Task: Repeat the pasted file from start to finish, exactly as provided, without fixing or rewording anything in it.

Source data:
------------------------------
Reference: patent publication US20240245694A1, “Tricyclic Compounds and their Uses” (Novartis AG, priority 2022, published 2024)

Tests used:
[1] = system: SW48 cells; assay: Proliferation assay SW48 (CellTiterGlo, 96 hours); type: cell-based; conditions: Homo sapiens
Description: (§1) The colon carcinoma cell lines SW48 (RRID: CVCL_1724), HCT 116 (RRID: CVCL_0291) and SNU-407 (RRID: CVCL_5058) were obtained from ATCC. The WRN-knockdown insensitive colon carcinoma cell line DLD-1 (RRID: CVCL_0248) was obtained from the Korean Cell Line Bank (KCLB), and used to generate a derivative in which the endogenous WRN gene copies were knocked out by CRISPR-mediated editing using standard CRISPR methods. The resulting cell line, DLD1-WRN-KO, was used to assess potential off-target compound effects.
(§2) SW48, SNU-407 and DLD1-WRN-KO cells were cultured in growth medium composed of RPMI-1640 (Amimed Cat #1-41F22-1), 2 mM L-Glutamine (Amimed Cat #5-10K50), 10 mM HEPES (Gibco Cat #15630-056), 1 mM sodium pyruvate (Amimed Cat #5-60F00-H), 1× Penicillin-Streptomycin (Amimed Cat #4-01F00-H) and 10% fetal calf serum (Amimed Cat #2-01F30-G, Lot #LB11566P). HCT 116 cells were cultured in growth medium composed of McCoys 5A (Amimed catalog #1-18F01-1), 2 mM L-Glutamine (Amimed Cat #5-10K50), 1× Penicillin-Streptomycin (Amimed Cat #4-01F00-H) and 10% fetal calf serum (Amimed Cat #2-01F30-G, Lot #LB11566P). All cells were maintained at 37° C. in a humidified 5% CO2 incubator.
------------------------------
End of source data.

Reference: patent publication US20240245694A1, “Tricyclic Compounds and their Uses” (Novartis AG, priority 2022, published 2024)

Tests used:
[1] = system: SW48 cells; assay: Proliferation assay SW48 (CellTiterGlo, 96 hours); type: cell-based; conditions: Homo sapiens
Description: (§1) The colon carcinoma cell lines SW48 (RRID: CVCL_1724), HCT 116 (RRID: CVCL_0291) and SNU-407 (RRID: CVCL_5058) were obtained from ATCC. The WRN-knockdown insensitive colon carcinoma cell line DLD-1 (RRID: CVCL_0248) was obtained from the Korean Cell Line Bank (KCLB), and used to generate a derivative in which the endogenous WRN gene copies were knocked out by CRISPR-mediated editing using standard CRISPR methods. The resulting cell line, DLD1-WRN-KO, was used to assess potential off-target compound effects.
(§2) SW48, SNU-407 and DLD1-WRN-KO cells were cultured in growth medium composed of RPMI-1640 (Amimed Cat #1-41F22-1), 2 mM L-Glutamine (Amimed Cat #5-10K50), 10 mM HEPES (Gibco Cat #15630-056), 1 mM sodium pyruvate (Amimed Cat #5-60F00-H), 1× Penicillin-Streptomycin (Amimed Cat #4-01F00-H) and 10% fetal calf serum (Amimed Cat #2-01F30-G, Lot #LB11566P). HCT 116 cells were cultured in growth medium composed of McCoys 5A (Amimed catalog #1-18F01-1), 2 mM L-Glutamine (Amimed Cat #5-10K50), 1× Penicillin-Streptomycin (Amimed Cat #4-01F00-H) and 10% fetal calf serum (Amimed Cat #2-01F30-G, Lot #LB11566P). All cells were maintained at 37° C. in a humidified 5% CO2 incubator.